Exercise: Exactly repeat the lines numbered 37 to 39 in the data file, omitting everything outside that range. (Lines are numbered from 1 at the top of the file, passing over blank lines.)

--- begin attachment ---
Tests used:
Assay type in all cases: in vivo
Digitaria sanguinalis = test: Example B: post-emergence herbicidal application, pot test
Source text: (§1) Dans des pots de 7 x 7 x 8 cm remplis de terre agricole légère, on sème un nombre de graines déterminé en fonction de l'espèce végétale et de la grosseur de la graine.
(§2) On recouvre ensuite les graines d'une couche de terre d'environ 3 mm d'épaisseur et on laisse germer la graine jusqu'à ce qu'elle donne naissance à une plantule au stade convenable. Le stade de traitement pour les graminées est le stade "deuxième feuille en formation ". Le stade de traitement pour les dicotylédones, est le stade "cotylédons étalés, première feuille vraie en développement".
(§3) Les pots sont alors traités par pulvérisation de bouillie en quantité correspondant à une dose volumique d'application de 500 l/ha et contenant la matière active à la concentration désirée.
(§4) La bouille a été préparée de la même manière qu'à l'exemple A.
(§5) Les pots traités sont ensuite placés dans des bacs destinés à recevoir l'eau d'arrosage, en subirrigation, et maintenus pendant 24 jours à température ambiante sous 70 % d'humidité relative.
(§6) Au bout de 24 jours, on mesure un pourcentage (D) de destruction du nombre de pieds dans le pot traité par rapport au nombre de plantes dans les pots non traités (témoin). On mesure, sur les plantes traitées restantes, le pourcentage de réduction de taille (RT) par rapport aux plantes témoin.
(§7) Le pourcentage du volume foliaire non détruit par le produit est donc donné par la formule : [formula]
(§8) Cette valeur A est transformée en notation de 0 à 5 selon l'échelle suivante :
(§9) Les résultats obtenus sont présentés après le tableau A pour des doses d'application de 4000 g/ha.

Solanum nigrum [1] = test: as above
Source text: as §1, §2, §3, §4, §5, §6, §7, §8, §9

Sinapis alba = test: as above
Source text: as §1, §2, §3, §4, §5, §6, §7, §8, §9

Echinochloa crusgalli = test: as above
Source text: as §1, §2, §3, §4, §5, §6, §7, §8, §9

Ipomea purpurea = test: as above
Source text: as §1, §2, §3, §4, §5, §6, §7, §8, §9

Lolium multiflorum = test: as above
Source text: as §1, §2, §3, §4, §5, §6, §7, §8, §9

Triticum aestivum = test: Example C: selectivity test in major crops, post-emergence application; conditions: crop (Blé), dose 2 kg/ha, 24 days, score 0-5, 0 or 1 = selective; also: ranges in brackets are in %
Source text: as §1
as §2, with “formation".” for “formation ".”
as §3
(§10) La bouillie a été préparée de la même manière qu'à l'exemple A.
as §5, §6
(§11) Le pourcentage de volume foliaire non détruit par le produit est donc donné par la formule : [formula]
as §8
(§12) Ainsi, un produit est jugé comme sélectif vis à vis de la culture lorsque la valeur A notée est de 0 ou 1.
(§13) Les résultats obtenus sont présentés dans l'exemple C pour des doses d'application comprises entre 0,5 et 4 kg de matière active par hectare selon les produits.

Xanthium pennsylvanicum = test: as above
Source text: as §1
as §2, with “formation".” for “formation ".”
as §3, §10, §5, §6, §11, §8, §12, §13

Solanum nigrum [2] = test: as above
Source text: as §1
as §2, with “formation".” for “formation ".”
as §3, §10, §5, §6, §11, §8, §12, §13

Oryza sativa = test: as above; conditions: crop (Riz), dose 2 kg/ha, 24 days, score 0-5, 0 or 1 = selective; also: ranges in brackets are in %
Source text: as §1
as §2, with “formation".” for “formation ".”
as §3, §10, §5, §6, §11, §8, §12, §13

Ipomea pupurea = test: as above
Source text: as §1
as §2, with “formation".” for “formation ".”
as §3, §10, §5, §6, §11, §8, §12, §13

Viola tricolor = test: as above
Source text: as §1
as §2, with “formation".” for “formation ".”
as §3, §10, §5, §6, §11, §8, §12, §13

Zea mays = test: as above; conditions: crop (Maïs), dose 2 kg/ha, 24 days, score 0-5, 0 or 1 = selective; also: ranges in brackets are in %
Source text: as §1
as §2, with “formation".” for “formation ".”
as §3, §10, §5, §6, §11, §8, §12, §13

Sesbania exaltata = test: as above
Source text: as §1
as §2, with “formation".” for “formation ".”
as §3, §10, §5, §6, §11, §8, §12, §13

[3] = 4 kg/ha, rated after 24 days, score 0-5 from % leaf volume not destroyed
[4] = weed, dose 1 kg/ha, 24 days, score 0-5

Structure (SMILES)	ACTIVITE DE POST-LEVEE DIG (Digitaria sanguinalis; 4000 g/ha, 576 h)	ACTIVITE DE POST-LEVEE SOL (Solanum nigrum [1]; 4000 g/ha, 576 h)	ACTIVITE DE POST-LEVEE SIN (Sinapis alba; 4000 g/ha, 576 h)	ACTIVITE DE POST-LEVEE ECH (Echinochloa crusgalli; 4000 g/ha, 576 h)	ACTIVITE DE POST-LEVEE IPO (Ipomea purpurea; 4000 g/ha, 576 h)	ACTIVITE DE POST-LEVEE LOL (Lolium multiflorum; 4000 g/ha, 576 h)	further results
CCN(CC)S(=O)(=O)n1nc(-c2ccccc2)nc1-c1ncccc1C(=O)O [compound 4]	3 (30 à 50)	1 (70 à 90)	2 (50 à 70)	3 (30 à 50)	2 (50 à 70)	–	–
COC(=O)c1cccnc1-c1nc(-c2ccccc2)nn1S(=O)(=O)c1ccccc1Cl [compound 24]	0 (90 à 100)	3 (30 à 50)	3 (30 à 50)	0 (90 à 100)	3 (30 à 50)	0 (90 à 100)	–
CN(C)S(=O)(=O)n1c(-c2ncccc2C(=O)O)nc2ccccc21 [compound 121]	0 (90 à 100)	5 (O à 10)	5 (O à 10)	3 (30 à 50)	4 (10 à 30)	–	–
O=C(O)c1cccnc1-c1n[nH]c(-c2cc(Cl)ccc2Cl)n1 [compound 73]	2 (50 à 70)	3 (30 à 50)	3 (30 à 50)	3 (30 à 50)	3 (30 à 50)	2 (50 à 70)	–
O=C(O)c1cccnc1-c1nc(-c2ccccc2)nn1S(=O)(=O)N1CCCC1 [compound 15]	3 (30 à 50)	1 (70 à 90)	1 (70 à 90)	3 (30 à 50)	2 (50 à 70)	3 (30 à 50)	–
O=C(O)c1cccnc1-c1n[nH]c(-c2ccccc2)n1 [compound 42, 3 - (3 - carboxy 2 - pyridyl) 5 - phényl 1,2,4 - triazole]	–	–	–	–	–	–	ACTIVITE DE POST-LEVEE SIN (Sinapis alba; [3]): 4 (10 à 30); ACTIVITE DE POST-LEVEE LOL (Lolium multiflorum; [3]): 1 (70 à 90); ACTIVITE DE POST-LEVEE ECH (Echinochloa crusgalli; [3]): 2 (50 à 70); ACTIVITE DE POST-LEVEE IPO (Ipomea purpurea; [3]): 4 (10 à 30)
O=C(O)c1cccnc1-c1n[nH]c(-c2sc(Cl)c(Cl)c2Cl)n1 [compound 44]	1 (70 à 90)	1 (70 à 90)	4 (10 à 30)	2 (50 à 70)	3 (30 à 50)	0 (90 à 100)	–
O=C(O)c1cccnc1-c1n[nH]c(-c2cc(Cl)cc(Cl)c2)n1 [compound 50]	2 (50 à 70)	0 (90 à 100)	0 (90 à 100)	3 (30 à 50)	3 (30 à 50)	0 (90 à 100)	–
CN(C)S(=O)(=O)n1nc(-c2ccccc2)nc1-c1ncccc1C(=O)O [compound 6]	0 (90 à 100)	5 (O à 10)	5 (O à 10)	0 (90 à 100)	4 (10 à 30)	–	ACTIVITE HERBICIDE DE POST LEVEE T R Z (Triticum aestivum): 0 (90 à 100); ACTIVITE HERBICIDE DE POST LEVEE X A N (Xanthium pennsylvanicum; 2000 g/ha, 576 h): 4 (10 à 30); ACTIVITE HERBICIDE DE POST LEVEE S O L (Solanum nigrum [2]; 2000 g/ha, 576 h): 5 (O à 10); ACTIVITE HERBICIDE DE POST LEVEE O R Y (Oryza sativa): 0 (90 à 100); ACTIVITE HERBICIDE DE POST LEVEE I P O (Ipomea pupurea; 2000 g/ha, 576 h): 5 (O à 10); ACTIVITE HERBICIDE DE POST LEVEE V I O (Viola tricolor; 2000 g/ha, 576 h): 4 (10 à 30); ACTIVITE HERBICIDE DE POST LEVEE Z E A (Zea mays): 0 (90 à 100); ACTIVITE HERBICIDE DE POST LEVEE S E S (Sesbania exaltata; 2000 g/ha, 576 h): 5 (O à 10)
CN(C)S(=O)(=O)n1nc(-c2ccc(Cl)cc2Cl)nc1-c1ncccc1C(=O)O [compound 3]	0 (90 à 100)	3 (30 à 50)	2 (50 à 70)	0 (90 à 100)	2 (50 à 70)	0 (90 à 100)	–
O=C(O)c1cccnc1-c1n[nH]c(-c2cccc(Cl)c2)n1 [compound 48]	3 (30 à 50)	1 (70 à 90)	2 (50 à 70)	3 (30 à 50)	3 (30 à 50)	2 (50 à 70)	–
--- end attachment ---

Solanum nigrum [2] = test: as above
Source text: as §1
as §2, with “formation".” for “formation ".”